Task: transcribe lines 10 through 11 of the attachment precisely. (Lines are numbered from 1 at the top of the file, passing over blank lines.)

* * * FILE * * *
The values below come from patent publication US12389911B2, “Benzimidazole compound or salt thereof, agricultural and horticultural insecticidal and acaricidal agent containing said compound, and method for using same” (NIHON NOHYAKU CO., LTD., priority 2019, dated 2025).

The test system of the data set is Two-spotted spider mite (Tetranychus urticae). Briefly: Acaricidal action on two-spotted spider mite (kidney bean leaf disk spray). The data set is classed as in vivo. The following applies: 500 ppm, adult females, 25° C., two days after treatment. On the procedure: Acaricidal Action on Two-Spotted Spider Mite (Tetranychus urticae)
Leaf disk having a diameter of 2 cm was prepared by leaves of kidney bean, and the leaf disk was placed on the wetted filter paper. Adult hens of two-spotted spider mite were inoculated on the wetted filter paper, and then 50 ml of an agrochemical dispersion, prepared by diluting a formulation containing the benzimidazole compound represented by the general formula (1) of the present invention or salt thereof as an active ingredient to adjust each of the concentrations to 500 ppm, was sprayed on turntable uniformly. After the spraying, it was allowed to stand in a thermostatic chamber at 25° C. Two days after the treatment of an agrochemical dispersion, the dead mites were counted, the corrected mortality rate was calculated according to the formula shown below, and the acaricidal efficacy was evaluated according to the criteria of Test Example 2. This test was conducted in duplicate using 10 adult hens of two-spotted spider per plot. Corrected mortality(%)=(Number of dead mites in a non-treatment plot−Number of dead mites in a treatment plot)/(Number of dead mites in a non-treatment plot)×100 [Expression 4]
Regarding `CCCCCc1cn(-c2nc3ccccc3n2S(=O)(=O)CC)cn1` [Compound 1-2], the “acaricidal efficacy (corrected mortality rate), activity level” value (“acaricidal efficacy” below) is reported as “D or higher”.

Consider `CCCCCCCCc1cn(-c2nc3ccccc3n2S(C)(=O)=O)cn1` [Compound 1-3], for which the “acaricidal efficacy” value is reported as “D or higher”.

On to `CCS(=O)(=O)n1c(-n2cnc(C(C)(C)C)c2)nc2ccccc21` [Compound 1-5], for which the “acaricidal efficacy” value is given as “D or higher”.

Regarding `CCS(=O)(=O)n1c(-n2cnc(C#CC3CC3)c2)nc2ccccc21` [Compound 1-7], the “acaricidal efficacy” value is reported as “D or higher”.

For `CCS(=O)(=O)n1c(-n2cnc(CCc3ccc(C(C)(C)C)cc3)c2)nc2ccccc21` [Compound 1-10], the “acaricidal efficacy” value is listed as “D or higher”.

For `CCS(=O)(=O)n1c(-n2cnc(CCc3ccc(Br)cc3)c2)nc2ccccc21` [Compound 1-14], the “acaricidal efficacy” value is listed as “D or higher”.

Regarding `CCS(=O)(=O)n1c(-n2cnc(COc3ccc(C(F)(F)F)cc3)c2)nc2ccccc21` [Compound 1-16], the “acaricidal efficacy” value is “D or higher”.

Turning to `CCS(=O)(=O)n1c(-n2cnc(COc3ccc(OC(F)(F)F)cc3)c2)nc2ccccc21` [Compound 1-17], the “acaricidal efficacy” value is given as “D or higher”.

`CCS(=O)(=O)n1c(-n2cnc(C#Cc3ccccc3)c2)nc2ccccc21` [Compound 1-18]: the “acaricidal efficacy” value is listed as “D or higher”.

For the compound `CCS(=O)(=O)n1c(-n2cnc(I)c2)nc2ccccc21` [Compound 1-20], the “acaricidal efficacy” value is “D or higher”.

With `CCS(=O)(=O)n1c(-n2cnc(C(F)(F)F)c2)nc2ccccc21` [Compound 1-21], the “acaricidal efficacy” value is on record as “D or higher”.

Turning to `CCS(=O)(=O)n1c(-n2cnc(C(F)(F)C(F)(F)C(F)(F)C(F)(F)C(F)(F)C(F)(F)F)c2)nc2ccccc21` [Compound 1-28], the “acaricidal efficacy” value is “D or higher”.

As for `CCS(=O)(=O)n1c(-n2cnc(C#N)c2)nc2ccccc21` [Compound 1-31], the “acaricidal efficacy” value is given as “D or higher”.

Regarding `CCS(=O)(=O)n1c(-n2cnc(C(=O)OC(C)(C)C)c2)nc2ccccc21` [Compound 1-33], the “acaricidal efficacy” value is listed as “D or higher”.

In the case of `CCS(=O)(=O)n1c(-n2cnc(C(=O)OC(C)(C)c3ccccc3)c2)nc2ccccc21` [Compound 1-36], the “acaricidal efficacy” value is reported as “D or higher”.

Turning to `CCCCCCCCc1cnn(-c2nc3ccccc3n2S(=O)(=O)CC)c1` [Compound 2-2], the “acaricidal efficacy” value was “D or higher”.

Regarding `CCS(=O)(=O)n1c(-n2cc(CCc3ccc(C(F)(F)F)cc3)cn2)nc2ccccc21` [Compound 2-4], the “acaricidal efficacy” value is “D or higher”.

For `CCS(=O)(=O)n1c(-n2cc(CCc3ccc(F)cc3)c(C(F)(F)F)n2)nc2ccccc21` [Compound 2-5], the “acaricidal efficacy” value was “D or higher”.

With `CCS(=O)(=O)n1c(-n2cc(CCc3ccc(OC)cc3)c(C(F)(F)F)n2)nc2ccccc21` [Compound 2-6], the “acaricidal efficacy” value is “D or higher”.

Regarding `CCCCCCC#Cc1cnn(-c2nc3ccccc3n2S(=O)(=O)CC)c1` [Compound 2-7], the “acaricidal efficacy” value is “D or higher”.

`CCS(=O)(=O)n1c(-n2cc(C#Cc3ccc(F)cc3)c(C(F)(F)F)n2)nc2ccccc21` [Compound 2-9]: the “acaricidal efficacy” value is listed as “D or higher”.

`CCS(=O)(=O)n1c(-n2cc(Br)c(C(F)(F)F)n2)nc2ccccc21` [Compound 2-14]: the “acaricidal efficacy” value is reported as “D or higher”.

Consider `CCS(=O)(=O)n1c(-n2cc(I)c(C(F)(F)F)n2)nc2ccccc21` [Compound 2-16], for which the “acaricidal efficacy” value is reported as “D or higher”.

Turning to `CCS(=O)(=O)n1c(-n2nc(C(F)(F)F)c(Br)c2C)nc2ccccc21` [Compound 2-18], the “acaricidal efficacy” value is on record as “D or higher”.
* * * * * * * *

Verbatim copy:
Regarding `CCS(=O)(=O)n1c(-n2cnc(COc3ccc(C(F)(F)F)cc3)c2)nc2ccccc21` [Compound 1-16], the “acaricidal efficacy” value is “D or higher”.

Turning to `CCS(=O)(=O)n1c(-n2cnc(COc3ccc(OC(F)(F)F)cc3)c2)nc2ccccc21` [Compound 1-17], the “acaricidal efficacy” value is given as “D or higher”.